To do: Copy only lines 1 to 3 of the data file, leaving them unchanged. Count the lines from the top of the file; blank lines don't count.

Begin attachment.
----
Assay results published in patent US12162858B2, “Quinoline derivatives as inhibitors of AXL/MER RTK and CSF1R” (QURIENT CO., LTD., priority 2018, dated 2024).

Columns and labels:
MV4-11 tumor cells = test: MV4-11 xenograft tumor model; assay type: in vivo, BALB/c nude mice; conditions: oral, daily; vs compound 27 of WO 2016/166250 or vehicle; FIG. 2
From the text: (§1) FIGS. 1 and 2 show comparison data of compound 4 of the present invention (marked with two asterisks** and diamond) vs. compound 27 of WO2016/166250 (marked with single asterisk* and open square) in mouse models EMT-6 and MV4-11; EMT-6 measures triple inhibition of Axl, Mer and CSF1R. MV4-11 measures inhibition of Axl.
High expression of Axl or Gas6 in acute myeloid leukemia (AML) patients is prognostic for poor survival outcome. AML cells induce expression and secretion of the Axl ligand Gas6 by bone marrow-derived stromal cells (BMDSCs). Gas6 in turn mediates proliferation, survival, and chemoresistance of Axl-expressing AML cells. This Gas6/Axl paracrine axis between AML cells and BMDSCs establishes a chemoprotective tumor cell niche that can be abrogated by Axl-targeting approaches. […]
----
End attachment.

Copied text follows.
Assay results published in patent US12162858B2, “Quinoline derivatives as inhibitors of AXL/MER RTK and CSF1R” (QURIENT CO., LTD., priority 2018, dated 2024).

Columns and labels:
MV4-11 tumor cells = test: MV4-11 xenograft tumor model; assay type: in vivo, BALB/c nude mice; conditions: oral, daily; vs compound 27 of WO 2016/166250 or vehicle; FIG. 2